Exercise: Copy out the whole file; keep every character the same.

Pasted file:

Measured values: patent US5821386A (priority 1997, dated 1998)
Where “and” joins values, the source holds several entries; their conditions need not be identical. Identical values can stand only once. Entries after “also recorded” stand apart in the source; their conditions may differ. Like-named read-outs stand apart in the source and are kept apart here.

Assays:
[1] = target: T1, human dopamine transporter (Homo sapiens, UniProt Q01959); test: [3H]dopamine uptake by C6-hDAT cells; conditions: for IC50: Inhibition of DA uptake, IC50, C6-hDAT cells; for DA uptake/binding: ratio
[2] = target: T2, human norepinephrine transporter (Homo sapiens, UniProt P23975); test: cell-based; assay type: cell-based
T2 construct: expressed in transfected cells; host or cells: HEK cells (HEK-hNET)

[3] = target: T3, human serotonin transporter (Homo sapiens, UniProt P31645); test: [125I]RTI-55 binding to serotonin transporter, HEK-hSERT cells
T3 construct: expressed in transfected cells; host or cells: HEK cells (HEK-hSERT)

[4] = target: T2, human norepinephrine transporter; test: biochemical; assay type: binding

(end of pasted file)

Measured values: patent US5821386A (priority 1997, dated 1998)
Where “and” joins values, the source holds several entries; their conditions need not be identical. Identical values can stand only once. Entries after “also recorded” stand apart in the source; their conditions may differ. Like-named read-outs stand apart in the source and are kept apart here.

Assays:
[1] = target: T1, human dopamine transporter (Homo sapiens, UniProt Q01959); test: [3H]dopamine uptake by C6-hDAT cells; conditions: for IC50: Inhibition of DA uptake, IC50, C6-hDAT cells; for DA uptake/binding: ratio
[2] = target: T2, human norepinephrine transporter (Homo sapiens, UniProt P23975); test: cell-based; assay type: cell-based
T2 construct: expressed in transfected cells; host or cells: HEK cells (HEK-hNET)

[3] = target: T3, human serotonin transporter (Homo sapiens, UniProt P31645); test: [125I]RTI-55 binding to serotonin transporter, HEK-hSERT cells
T3 construct: expressed in transfected cells; host or cells: HEK cells (HEK-hSERT)

[4] = target: T2, human norepinephrine transporter; test: biochemical; assay type: binding